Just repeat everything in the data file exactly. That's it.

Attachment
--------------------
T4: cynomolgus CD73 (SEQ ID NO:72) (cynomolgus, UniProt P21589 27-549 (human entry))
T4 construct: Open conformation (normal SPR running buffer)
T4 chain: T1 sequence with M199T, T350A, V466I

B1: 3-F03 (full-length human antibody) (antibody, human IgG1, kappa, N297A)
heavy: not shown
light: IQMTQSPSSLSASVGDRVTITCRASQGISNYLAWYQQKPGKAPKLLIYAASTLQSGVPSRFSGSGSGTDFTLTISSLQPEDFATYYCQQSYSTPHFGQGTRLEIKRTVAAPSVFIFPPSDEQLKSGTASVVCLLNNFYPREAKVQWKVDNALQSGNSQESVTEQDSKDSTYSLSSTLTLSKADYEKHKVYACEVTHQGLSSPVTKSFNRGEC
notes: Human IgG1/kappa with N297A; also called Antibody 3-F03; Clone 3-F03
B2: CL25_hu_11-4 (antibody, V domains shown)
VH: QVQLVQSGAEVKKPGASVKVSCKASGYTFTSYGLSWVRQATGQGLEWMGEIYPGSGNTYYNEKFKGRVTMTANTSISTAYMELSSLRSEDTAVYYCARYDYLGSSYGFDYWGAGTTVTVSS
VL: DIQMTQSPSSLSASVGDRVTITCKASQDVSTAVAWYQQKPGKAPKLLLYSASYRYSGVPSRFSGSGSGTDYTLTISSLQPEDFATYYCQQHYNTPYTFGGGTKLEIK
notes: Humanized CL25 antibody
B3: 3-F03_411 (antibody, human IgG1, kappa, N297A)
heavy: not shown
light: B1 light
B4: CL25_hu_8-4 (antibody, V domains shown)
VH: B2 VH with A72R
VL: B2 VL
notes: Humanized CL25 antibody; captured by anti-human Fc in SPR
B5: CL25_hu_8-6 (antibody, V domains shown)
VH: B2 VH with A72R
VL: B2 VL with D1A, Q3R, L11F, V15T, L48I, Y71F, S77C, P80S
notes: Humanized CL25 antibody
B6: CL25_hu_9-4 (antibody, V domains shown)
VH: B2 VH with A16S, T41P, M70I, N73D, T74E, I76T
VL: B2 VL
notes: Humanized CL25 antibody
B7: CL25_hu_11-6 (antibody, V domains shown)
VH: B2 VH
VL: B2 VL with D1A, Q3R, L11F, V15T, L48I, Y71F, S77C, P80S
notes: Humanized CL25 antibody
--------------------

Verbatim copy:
T4: cynomolgus CD73 (SEQ ID NO:72) (cynomolgus, UniProt P21589 27-549 (human entry))
T4 construct: Open conformation (normal SPR running buffer)
T4 chain: T1 sequence with M199T, T350A, V466I

B1: 3-F03 (full-length human antibody) (antibody, human IgG1, kappa, N297A)
heavy: not shown
light: IQMTQSPSSLSASVGDRVTITCRASQGISNYLAWYQQKPGKAPKLLIYAASTLQSGVPSRFSGSGSGTDFTLTISSLQPEDFATYYCQQSYSTPHFGQGTRLEIKRTVAAPSVFIFPPSDEQLKSGTASVVCLLNNFYPREAKVQWKVDNALQSGNSQESVTEQDSKDSTYSLSSTLTLSKADYEKHKVYACEVTHQGLSSPVTKSFNRGEC
notes: Human IgG1/kappa with N297A; also called Antibody 3-F03; Clone 3-F03
B2: CL25_hu_11-4 (antibody, V domains shown)
VH: QVQLVQSGAEVKKPGASVKVSCKASGYTFTSYGLSWVRQATGQGLEWMGEIYPGSGNTYYNEKFKGRVTMTANTSISTAYMELSSLRSEDTAVYYCARYDYLGSSYGFDYWGAGTTVTVSS
VL: DIQMTQSPSSLSASVGDRVTITCKASQDVSTAVAWYQQKPGKAPKLLLYSASYRYSGVPSRFSGSGSGTDYTLTISSLQPEDFATYYCQQHYNTPYTFGGGTKLEIK
notes: Humanized CL25 antibody
B3: 3-F03_411 (antibody, human IgG1, kappa, N297A)
heavy: not shown
light: B1 light
B4: CL25_hu_8-4 (antibody, V domains shown)
VH: B2 VH with A72R
VL: B2 VL
notes: Humanized CL25 antibody; captured by anti-human Fc in SPR
B5: CL25_hu_8-6 (antibody, V domains shown)
VH: B2 VH with A72R
VL: B2 VL with D1A, Q3R, L11F, V15T, L48I, Y71F, S77C, P80S
notes: Humanized CL25 antibody
B6: CL25_hu_9-4 (antibody, V domains shown)
VH: B2 VH with A16S, T41P, M70I, N73D, T74E, I76T
VL: B2 VL
notes: Humanized CL25 antibody
B7: CL25_hu_11-6 (antibody, V domains shown)
VH: B2 VH
VL: B2 VL with D1A, Q3R, L11F, V15T, L48I, Y71F, S77C, P80S
notes: Humanized CL25 antibody